Different types of statin increase the risk of diabetes more than others and should therefore be tailored to patients accordingly, the authors of a large Canadian study have recommended.
Potent statins were found to raise the diabetes risk by 22% compared with weaker drugs in the population study of people over the age of 66.
Atorvastatin was linked to one extra case of diabetes for every 160 patients treated, the researchers said.
However, the study published in the British Medical Journal said the benefits still outweigh the risks and should still be prescribed to reduce cholesterol levels.
The team of researchers, from hospitals in Toronto, carried out their study following controversy surrounding the risk of diabetes associated with different statins.
They compared the incidence of type 2 diabetes between people taking different strengths of the drug and found that patients treated with atorvastatin, rosuvastatin or simvastatin were at increased risk of new onset diabetes compared with those treated with pravastatin.
They said clinicians should consider this risk when they are contemplating statin treatment for individual patients.
“Preferential use of pravastatin… might be warranted,” they added.
Over the 14 year study period, the researchers identified 471,250 patients with no history of diabetes who were newly treated with a statin.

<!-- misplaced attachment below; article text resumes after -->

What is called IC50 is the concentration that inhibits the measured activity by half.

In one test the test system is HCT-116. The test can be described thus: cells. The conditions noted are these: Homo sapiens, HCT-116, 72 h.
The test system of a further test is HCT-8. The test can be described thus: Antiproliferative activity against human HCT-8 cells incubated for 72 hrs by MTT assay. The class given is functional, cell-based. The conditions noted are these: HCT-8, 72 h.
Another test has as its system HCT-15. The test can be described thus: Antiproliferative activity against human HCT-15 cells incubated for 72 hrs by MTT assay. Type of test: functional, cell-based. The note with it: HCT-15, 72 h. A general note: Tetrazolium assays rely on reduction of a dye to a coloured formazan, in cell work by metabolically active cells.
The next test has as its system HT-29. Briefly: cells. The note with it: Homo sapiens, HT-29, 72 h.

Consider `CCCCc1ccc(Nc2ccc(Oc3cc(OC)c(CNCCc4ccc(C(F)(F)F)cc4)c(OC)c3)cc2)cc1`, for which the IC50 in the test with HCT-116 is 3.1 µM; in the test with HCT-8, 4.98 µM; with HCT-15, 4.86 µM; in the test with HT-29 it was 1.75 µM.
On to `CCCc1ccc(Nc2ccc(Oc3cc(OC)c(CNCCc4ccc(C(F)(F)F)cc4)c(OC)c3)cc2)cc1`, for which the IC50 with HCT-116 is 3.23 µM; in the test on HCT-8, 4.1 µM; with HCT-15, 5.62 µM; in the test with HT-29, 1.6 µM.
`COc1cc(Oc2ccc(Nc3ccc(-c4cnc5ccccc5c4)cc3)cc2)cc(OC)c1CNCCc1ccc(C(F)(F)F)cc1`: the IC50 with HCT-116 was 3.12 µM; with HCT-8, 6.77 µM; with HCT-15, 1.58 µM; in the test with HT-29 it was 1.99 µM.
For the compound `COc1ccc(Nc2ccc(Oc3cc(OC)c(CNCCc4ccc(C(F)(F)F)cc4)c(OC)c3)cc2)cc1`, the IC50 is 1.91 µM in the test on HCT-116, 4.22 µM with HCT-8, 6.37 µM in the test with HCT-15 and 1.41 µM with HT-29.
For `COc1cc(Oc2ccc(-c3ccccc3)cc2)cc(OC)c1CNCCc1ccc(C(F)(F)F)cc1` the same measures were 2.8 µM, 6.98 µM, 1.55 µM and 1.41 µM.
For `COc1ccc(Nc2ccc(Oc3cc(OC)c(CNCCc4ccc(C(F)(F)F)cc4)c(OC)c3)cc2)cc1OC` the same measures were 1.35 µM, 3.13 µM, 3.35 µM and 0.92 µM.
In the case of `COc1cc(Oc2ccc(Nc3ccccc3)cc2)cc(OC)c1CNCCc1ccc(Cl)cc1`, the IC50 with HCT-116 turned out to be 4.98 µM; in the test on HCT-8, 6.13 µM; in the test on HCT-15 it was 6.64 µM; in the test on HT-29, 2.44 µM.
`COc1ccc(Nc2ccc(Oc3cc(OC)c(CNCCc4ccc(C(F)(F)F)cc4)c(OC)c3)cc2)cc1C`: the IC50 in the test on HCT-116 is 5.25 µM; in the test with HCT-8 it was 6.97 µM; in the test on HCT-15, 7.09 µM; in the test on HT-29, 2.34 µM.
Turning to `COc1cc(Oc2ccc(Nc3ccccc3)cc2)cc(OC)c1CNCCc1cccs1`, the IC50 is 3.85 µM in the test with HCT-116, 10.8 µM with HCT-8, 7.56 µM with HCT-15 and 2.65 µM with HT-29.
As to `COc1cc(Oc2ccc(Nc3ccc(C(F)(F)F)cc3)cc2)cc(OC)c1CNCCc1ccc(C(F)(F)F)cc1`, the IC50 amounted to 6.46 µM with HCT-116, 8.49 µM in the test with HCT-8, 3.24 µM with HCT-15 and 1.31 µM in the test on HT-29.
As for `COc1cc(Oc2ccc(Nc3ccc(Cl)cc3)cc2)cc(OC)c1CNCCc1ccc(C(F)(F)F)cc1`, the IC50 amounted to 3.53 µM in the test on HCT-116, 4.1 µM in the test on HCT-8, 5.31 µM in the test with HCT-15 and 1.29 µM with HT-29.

All analyses in the study used patients treated with pravastatin as the reference comparison group, because pravastatin has been shown to have favorable effects on incident diabetes in animal models and clinical trials.
Compared with pravastatin, the researchers found an increased risk of incident diabetes with atorvastatin, rosuvastatin and simvastatin. There was no significantly increased risk among people who received fluvastatin or lovastatin.
The absolute risk for incident diabetes was about 31 and 34 events per 1,000 people per year for atorvastatin and rosuvastatin, respectively. There was a slightly lower absolute risk with simvastatin – 26 outcomes per 1000 person years – compared with pravastatin – 23 outcomes per 1000 person years.
The authors stated: “Our findings were consistent regardless of whether statins were used for primary or secondary prevention of cardiovascular disease.”
Maureen Talbot, senior cardiac nurse at the British Heart Foundation, said: “Statins are taken safely by millions in the UK and protect those at high risk of developing coronary heart disease.
“Although this study suggests an increased risk of older people developing diabetes when taking certain statins, other risk factors like being overweight, family history and ethnicity may have played their part,” she added.